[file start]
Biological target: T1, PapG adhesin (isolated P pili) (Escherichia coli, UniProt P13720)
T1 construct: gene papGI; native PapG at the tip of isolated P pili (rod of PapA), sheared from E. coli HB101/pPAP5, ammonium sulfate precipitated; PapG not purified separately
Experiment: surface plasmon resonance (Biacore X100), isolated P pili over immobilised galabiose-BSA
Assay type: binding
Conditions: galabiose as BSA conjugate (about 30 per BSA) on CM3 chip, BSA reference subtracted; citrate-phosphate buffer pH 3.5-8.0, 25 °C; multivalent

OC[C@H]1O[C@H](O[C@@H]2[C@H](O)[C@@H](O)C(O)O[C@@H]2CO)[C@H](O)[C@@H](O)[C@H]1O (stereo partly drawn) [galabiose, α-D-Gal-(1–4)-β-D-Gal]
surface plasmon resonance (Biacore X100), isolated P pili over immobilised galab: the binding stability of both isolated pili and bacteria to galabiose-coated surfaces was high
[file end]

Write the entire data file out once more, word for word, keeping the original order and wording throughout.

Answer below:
Biological target: T1, PapG adhesin (isolated P pili) (Escherichia coli, UniProt P13720)
T1 construct: gene papGI; native PapG at the tip of isolated P pili (rod of PapA), sheared from E. coli HB101/pPAP5, ammonium sulfate precipitated; PapG not purified separately
Experiment: surface plasmon resonance (Biacore X100), isolated P pili over immobilised galabiose-BSA
Assay type: binding
Conditions: galabiose as BSA conjugate (about 30 per BSA) on CM3 chip, BSA reference subtracted; citrate-phosphate buffer pH 3.5-8.0, 25 °C; multivalent

OC[C@H]1O[C@H](O[C@@H]2[C@H](O)[C@@H](O)C(O)O[C@@H]2CO)[C@H](O)[C@@H](O)[C@H]1O (stereo partly drawn) [galabiose, α-D-Gal-(1–4)-β-D-Gal]
surface plasmon resonance (Biacore X100), isolated P pili over immobilised galab: the binding stability of both isolated pili and bacteria to galabiose-coated surfaces was high